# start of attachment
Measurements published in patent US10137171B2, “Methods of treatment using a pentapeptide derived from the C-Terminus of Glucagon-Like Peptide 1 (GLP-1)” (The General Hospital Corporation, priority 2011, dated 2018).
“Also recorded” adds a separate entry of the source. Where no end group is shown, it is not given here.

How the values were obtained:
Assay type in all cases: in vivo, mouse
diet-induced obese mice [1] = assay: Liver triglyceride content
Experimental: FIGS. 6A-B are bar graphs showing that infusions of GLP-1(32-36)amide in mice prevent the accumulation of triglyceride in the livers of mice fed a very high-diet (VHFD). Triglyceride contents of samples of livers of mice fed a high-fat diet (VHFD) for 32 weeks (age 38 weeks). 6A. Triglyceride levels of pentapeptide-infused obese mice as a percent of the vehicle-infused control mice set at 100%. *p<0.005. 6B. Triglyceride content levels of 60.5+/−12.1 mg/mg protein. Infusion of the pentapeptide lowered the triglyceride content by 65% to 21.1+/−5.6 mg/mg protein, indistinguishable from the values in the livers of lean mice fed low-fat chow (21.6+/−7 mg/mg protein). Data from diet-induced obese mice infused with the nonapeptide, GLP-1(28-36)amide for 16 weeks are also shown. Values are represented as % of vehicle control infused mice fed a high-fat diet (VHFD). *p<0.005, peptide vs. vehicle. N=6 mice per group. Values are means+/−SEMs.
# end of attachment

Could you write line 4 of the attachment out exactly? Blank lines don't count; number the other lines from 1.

Assay type in all cases: in vivo, mouse